BACKGROUND: The prevalence of low back pain (LBP) for astronauts in space (68%) is higher than the 1-mo prevalence for the general population on Earth (39%). It is unclear whether differences occur between healthy subjects and astronauts with a history of LBP. Knowledge of this issue is important to assess whether a history of LBP could have an operational impact.METHODS: We evaluated LBP prospectively during short duration spaceflight (15 d; N=20) and compared this with similar data collected during two bed rest studies (N=40). Astronauts completed a questionnaire 5-10 d preflight, during each flight day, and 5-10 d postflight.RESULTS: All astronauts with a history of LBP also developed LBP in flight. These astronauts reported a significantly longer duration of LBP and a different pain location. LBP was most often experienced in the central area of the lower back during spaceflight with an incidence of 70% and a mean pain level of 3 (on a scale of 0-10). Pain resolved within 10 d of flight. No neurological signs were present. The most frequently reported countermeasure was assuming a "knees to chest (fetal tuck) position" combined with stretching. Greater LBP intensity was reported in spaceflight than bed rest with a trend indicating a greater number of days of pain during spaceflight.DISCUSSION: The current study represents a prospective study of LBP in spaceflight. The results indicate that LBP is self-limiting in spaceflight and should not pose an operational risk. Prior LBP on Earth appears to be a risk factor for LBP in spaceflight.,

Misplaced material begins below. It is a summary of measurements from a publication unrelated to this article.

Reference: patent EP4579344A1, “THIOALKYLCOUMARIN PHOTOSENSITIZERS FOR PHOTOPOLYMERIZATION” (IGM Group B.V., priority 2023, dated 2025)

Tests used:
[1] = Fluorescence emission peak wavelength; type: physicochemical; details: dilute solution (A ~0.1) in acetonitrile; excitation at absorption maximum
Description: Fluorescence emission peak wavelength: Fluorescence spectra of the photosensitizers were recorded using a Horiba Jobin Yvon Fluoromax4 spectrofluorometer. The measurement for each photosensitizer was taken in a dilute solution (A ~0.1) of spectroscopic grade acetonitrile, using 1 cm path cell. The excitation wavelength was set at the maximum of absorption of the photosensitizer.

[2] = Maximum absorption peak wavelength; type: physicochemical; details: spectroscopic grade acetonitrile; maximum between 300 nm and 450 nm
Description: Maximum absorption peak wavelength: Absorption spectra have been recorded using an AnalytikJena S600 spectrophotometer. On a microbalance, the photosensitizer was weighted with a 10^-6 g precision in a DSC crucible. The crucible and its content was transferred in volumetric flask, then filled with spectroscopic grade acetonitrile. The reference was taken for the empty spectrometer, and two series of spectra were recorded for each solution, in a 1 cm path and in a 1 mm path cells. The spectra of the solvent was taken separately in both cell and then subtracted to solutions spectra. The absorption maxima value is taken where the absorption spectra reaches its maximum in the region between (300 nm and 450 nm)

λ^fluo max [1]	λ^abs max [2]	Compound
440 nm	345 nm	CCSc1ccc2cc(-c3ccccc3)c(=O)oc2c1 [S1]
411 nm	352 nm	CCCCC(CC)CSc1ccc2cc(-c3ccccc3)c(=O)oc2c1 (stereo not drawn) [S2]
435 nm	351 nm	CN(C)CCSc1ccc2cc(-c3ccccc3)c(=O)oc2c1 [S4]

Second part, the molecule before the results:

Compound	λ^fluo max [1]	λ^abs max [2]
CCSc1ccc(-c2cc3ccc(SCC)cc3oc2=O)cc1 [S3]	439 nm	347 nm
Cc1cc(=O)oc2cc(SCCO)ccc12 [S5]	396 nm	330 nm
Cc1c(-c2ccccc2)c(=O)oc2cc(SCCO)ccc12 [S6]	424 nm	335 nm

Aerospace medicine and human performance
Department of Neuroscience

Pool-Goudzwaard, A., Belavý, D. L., Hides, J., Richardson, C. A., & Snijders, C. (2015). Low Back Pain in Microgravity and Bed Rest Studies. Aerospace medicine and human performance, 86(6), 541–547. doi:10.3357/AMHP.4169.2015